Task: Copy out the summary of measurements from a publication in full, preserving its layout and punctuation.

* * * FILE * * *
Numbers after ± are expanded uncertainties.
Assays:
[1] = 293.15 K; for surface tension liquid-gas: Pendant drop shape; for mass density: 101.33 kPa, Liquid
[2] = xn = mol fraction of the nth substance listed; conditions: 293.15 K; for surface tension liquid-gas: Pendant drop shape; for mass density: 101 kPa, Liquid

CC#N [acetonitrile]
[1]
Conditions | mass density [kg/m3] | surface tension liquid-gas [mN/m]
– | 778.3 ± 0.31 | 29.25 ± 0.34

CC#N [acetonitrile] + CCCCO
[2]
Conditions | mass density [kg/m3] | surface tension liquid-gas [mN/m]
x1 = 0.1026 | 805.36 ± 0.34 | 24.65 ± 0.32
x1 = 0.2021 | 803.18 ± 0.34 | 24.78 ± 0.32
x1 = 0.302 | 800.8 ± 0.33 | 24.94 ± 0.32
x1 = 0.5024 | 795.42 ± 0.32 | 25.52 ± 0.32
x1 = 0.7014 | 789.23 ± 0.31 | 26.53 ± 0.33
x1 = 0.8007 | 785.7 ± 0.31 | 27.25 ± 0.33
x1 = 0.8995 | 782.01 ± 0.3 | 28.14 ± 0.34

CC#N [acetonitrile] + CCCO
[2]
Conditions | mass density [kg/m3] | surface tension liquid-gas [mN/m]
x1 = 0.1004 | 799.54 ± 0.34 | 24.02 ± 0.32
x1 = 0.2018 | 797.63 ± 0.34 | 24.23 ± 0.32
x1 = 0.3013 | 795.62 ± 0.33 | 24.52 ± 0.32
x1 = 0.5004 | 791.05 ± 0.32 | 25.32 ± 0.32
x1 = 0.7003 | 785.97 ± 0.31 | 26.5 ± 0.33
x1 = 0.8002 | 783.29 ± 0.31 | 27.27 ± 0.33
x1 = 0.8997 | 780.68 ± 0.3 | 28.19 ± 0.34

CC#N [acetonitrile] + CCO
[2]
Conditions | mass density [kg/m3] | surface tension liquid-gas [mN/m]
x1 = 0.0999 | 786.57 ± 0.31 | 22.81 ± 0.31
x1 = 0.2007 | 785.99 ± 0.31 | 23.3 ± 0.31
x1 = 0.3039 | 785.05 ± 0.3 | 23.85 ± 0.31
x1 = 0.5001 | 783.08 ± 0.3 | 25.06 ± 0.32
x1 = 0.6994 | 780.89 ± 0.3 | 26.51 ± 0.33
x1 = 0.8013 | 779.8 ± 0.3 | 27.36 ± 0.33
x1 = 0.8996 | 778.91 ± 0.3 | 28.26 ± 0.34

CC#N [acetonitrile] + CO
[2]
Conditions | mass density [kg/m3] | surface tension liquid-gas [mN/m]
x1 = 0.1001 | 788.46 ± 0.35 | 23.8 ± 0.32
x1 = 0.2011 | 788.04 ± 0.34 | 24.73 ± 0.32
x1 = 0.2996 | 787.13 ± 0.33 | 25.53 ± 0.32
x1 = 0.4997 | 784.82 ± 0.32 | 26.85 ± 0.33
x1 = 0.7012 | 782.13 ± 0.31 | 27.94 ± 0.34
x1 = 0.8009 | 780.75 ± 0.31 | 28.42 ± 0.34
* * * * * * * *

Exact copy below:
Numbers after ± are expanded uncertainties.
Assays:
[1] = 293.15 K; for surface tension liquid-gas: Pendant drop shape; for mass density: 101.33 kPa, Liquid
[2] = xn = mol fraction of the nth substance listed; conditions: 293.15 K; for surface tension liquid-gas: Pendant drop shape; for mass density: 101 kPa, Liquid

CC#N [acetonitrile]
[1]
Conditions | mass density [kg/m3] | surface tension liquid-gas [mN/m]
– | 778.3 ± 0.31 | 29.25 ± 0.34

CC#N [acetonitrile] + CCCCO
[2]
Conditions | mass density [kg/m3] | surface tension liquid-gas [mN/m]
x1 = 0.1026 | 805.36 ± 0.34 | 24.65 ± 0.32
x1 = 0.2021 | 803.18 ± 0.34 | 24.78 ± 0.32
x1 = 0.302 | 800.8 ± 0.33 | 24.94 ± 0.32
x1 = 0.5024 | 795.42 ± 0.32 | 25.52 ± 0.32
x1 = 0.7014 | 789.23 ± 0.31 | 26.53 ± 0.33
x1 = 0.8007 | 785.7 ± 0.31 | 27.25 ± 0.33
x1 = 0.8995 | 782.01 ± 0.3 | 28.14 ± 0.34

CC#N [acetonitrile] + CCCO
[2]
Conditions | mass density [kg/m3] | surface tension liquid-gas [mN/m]
x1 = 0.1004 | 799.54 ± 0.34 | 24.02 ± 0.32
x1 = 0.2018 | 797.63 ± 0.34 | 24.23 ± 0.32
x1 = 0.3013 | 795.62 ± 0.33 | 24.52 ± 0.32
x1 = 0.5004 | 791.05 ± 0.32 | 25.32 ± 0.32
x1 = 0.7003 | 785.97 ± 0.31 | 26.5 ± 0.33
x1 = 0.8002 | 783.29 ± 0.31 | 27.27 ± 0.33
x1 = 0.8997 | 780.68 ± 0.3 | 28.19 ± 0.34

CC#N [acetonitrile] + CCO
[2]
Conditions | mass density [kg/m3] | surface tension liquid-gas [mN/m]
x1 = 0.0999 | 786.57 ± 0.31 | 22.81 ± 0.31
x1 = 0.2007 | 785.99 ± 0.31 | 23.3 ± 0.31
x1 = 0.3039 | 785.05 ± 0.3 | 23.85 ± 0.31
x1 = 0.5001 | 783.08 ± 0.3 | 25.06 ± 0.32
x1 = 0.6994 | 780.89 ± 0.3 | 26.51 ± 0.33
x1 = 0.8013 | 779.8 ± 0.3 | 27.36 ± 0.33
x1 = 0.8996 | 778.91 ± 0.3 | 28.26 ± 0.34

CC#N [acetonitrile] + CO
[2]
Conditions | mass density [kg/m3] | surface tension liquid-gas [mN/m]
x1 = 0.1001 | 788.46 ± 0.35 | 23.8 ± 0.32
x1 = 0.2011 | 788.04 ± 0.34 | 24.73 ± 0.32
x1 = 0.2996 | 787.13 ± 0.33 | 25.53 ± 0.32
x1 = 0.4997 | 784.82 ± 0.32 | 26.85 ± 0.33
x1 = 0.7012 | 782.13 ± 0.31 | 27.94 ± 0.34
x1 = 0.8009 | 780.75 ± 0.31 | 28.42 ± 0.34